Here are my thoughts on the improvements provided by a DVI interface from DVD, compared to component video from the same DVD player. I’ve lifted these from my forthcoming review of the Marantz DV8400 DVD player which will appear in the Australian Best Buys, due out any day now. Please buy it anyway since I contributed 24 other reviews to this one, and this is only an excerpt of the Marantz review.
On static images, particularly test patterns, the difference [between DVI and component video] was extraordinary. There was a marked increase in picture stability from the DVI output compared to the component video, with reduced noise in dark grey areas. When a colour bar test pattern came up, DVI was ever so much sharper than component video. This difference was really obvious. There was also a tendency for a slightly green cast over some shades of grey with component video that was largely eliminated with DVI.
So how does it work on regular movies? During normal action we were not expecting a huge amount of difference. And, indeed, for the most part, the difference was indeed not huge. But it was significant. The main difference was a slightly sharper focus on the projected material. This was more obvious when switching from DVI back to component video as the image noticably softened.
But on some problematic scenes there was an obvious improvement. For example, in Chapter 14 of [the PAL Region 2/4 version of] Gigi, the uppity servant shaving Maurice Chevalier has closely spaced, fine horizontal stripes on his waistcoat. This normally produces a nasty moire pattern, as indeed it did from this player’s component video outputs. But with DVI this also was eliminated.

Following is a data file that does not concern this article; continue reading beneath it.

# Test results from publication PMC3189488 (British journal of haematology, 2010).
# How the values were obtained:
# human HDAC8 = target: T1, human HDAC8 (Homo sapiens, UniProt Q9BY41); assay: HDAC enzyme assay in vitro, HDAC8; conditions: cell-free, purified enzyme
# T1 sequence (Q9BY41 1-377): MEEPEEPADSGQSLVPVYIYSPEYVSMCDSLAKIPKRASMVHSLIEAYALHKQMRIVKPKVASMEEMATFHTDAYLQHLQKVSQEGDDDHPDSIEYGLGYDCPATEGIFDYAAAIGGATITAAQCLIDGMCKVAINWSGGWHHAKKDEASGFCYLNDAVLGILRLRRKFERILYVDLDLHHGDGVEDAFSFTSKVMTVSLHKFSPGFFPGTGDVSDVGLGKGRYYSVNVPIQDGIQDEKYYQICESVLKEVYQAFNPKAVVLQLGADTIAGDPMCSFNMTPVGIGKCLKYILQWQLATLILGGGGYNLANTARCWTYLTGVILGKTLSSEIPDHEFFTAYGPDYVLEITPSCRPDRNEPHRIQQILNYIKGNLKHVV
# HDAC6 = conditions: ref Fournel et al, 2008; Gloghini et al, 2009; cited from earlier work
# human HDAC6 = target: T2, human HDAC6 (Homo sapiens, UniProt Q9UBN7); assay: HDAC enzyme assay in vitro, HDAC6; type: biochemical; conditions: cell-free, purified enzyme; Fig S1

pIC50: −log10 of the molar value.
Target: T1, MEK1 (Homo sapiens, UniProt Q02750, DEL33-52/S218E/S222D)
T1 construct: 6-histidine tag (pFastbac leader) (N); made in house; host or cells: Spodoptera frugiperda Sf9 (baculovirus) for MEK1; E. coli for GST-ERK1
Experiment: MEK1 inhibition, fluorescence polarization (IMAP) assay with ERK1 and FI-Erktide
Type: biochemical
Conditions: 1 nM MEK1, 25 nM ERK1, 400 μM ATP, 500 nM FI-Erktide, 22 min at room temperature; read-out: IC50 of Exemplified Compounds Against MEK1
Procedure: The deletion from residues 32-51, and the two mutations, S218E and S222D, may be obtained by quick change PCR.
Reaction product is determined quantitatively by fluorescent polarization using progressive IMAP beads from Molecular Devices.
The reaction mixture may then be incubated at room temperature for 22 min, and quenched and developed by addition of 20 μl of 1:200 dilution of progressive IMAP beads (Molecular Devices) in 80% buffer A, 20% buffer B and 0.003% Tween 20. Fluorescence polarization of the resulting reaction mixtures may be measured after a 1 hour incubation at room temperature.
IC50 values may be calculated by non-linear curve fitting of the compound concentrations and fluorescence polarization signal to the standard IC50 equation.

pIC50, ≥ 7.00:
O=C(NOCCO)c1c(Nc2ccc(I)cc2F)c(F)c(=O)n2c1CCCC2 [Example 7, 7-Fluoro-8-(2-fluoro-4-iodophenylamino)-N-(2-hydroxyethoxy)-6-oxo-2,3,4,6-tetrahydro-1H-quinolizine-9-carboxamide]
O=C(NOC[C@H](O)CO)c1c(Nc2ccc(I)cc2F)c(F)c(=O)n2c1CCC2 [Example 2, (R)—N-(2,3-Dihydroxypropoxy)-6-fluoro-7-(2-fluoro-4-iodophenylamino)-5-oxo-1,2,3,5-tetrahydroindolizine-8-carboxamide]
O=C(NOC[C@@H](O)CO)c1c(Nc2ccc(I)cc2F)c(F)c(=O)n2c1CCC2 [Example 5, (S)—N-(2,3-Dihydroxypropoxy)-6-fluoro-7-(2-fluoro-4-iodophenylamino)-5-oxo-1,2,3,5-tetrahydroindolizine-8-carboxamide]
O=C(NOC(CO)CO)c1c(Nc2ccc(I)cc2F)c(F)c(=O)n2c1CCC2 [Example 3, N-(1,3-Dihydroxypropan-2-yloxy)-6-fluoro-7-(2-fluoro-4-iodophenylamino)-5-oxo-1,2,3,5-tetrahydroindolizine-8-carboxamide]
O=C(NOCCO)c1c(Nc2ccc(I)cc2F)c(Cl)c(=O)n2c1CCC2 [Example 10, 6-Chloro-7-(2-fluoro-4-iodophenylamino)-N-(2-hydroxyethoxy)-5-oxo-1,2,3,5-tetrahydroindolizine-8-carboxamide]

The quality of the internal de-interlacer in the Marantz DVD player wasn’t quite up to the quality of the Faroudja DCDi electronics in the ScreenPlay [5700 projector with which the testing was conducted], so the conversion to progressive scan occasionally caused minor image degradation. For example, in Title 19 of Video Essentials, the NTSC encoding switches frequently between film and video sourced material and at points has (intentionally) incorrect flags. This resulted in jagged edges on some fast-moving diagonals which weren’t there on an analogue interlaced image sent to the projector. Likewise for the terrible Roadshow Mad Max [see here for more on this] in which all the interlaced fields constituting the frames have been inadvertently placed out of sync. Most of the time the progressive scan converter for the DVI output corrects this invisibly, but some odd colours catch it out, such as the pink sign above the roadhouse near the start of the movie.
This weekend it will be against the performance described in this last paragraph against which I will be checking the Samsung DVD player, mentioned below, with its Faroudja DCDi electronics.